Participants: Ten women meeting the American College of Rheumatology's diagnostic criteria for fibromyalgia, including normal blood test results.
Methods: Self-reported function was assessed with the Fibromyalgia Impact Questionnaire (FIQ). Pain sensitivity was assessed using a heat stimulus that gave measures of threshold and tolerance. Circadian timing was assessed with the dim light melatonin onset.
Results: Both morning and evening light treatments led to improvements in function and pain sensitivity. However, only the morning light treatment led to a clinically meaningful improvement in function (>14% reduction from baseline FIQ) and morning light significantly increased pain threshold more than evening light ( P < 0.05). Phase advances in circadian timing were associated with an increase in pain tolerance (r = 0.67, P < 0.05).
Conclusions: Bright light treatment appears to be a feasible and acceptable adjunctive treatment to women with fibromyalgia. Those who undergo morning light treatment may show improvements in function and pain sensitivity. Advances in circadian timing may be one mechanism by which morning light improves pain sensitivity. Findings can inform the design of a randomized controlled trial.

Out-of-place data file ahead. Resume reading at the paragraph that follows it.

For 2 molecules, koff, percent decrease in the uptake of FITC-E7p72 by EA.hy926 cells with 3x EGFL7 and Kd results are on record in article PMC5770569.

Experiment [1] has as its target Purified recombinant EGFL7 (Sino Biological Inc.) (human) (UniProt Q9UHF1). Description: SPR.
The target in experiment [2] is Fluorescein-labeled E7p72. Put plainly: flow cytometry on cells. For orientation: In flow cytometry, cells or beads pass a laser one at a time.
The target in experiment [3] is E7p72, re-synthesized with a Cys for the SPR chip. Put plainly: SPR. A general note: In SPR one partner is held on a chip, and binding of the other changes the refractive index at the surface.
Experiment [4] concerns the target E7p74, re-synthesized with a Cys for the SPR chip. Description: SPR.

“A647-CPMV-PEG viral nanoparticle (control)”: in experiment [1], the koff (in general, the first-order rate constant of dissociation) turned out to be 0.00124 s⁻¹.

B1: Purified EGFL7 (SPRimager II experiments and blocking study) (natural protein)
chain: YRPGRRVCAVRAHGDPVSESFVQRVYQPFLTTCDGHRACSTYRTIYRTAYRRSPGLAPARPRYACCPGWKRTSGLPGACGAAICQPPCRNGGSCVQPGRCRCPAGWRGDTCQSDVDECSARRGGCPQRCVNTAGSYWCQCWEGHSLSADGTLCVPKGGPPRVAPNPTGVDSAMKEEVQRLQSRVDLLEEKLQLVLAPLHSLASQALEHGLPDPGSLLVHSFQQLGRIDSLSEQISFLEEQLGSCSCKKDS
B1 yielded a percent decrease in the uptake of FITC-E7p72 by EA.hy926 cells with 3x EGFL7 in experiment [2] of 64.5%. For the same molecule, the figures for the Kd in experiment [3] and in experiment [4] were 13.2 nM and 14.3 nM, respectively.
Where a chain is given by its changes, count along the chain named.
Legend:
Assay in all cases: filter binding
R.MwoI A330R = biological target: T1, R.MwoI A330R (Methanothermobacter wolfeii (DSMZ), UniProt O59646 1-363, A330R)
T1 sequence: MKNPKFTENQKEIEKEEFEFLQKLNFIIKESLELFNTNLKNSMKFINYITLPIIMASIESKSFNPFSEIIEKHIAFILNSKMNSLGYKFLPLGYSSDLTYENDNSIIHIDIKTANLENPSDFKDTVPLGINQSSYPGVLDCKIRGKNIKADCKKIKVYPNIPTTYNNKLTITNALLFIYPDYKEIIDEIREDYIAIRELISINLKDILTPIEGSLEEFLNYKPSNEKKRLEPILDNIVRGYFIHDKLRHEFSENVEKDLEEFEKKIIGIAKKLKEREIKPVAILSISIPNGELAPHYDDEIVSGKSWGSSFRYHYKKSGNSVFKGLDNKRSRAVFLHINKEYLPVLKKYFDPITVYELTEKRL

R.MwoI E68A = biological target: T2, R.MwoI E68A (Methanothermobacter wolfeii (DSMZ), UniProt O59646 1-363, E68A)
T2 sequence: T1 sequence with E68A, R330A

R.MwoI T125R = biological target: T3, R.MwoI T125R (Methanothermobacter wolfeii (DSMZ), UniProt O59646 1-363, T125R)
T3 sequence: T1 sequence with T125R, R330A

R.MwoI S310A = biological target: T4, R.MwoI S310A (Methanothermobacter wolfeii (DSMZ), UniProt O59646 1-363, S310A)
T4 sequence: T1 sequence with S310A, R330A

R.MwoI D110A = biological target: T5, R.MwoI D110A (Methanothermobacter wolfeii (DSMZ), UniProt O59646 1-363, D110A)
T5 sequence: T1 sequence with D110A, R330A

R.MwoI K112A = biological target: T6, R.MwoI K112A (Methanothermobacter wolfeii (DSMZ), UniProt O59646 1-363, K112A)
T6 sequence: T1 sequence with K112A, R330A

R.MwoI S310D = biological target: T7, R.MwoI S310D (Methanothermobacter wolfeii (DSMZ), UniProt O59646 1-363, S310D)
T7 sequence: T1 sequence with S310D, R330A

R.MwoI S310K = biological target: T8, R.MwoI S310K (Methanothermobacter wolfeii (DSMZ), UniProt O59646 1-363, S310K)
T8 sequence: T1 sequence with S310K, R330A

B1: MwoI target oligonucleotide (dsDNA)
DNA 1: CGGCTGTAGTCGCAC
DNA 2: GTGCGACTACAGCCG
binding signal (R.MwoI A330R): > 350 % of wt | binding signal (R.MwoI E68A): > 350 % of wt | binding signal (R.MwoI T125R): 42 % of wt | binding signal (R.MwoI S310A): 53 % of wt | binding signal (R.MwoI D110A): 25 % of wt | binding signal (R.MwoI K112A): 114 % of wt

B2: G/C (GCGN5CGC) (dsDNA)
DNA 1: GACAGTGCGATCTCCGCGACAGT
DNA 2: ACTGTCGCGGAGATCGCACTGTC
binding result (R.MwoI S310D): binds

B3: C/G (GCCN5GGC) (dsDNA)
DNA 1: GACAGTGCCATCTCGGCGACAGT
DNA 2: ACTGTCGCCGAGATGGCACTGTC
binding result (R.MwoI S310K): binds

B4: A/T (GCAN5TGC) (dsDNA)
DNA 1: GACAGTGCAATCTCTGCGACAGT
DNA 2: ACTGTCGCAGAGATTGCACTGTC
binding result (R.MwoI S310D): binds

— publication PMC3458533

Objective: To test the feasibility, acceptability, and effects of a home-based morning versus evening bright light treatment on function and pain sensitivity in women with fibromyalgia.
Design: A single blind randomized study with two treatment arms: 6 days of a 1 hour morning light treatment or 6 days of a 1 hour evening light treatment. Function, pain sensitivity, and circadian timing were assessed before and after treatment.
Setting: Participants slept at home, except for two nights in Sleep Center.
- Bright Light
ASJC Scopus subject areas
- Clinical Neurology
- Anesthesiology and Pain Medicine